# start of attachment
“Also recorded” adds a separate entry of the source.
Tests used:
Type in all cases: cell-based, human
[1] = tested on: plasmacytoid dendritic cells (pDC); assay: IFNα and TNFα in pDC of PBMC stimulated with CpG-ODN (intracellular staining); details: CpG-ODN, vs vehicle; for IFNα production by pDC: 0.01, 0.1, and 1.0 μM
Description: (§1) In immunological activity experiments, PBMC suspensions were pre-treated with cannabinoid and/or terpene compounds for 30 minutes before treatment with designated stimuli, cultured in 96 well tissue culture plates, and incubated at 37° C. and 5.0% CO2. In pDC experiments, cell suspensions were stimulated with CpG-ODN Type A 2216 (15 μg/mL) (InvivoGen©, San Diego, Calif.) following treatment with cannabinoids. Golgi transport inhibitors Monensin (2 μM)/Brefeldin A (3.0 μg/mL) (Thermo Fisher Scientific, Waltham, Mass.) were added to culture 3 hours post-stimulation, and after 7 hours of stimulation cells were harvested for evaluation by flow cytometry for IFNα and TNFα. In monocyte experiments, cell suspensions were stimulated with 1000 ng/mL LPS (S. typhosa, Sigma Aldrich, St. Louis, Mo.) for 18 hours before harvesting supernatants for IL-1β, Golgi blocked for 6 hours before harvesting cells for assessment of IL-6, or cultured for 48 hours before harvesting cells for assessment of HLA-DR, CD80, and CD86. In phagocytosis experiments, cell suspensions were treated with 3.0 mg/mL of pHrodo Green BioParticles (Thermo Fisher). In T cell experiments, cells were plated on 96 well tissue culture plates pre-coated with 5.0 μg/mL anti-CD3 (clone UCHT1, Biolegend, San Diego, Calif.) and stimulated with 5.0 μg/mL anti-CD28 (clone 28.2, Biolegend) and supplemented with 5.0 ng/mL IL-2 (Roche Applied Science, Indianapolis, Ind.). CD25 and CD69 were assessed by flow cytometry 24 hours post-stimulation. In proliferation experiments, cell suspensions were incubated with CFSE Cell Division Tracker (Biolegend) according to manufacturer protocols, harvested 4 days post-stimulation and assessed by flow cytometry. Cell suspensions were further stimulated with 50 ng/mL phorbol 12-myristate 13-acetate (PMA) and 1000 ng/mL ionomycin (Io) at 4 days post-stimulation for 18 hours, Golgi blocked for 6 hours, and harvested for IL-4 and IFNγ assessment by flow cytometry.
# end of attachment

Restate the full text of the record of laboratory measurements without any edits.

“Also recorded” adds a separate entry of the source.
Tests used:
Type in all cases: cell-based, human
[1] = tested on: plasmacytoid dendritic cells (pDC); assay: IFNα and TNFα in pDC of PBMC stimulated with CpG-ODN (intracellular staining); details: CpG-ODN, vs vehicle; for IFNα production by pDC: 0.01, 0.1, and 1.0 μM
Description: (§1) In immunological activity experiments, PBMC suspensions were pre-treated with cannabinoid and/or terpene compounds for 30 minutes before treatment with designated stimuli, cultured in 96 well tissue culture plates, and incubated at 37° C. and 5.0% CO2. In pDC experiments, cell suspensions were stimulated with CpG-ODN Type A 2216 (15 μg/mL) (InvivoGen©, San Diego, Calif.) following treatment with cannabinoids. Golgi transport inhibitors Monensin (2 μM)/Brefeldin A (3.0 μg/mL) (Thermo Fisher Scientific, Waltham, Mass.) were added to culture 3 hours post-stimulation, and after 7 hours of stimulation cells were harvested for evaluation by flow cytometry for IFNα and TNFα. In monocyte experiments, cell suspensions were stimulated with 1000 ng/mL LPS (S. typhosa, Sigma Aldrich, St. Louis, Mo.) for 18 hours before harvesting supernatants for IL-1β, Golgi blocked for 6 hours before harvesting cells for assessment of IL-6, or cultured for 48 hours before harvesting cells for assessment of HLA-DR, CD80, and CD86. In phagocytosis experiments, cell suspensions were treated with 3.0 mg/mL of pHrodo Green BioParticles (Thermo Fisher). In T cell experiments, cells were plated on 96 well tissue culture plates pre-coated with 5.0 μg/mL anti-CD3 (clone UCHT1, Biolegend, San Diego, Calif.) and stimulated with 5.0 μg/mL anti-CD28 (clone 28.2, Biolegend) and supplemented with 5.0 ng/mL IL-2 (Roche Applied Science, Indianapolis, Ind.). CD25 and CD69 were assessed by flow cytometry 24 hours post-stimulation. In proliferation experiments, cell suspensions were incubated with CFSE Cell Division Tracker (Biolegend) according to manufacturer protocols, harvested 4 days post-stimulation and assessed by flow cytometry. Cell suspensions were further stimulated with 50 ng/mL phorbol 12-myristate 13-acetate (PMA) and 1000 ng/mL ionomycin (Io) at 4 days post-stimulation for 18 hours, Golgi blocked for 6 hours, and harvested for IL-4 and IFNγ assessment by flow cytometry.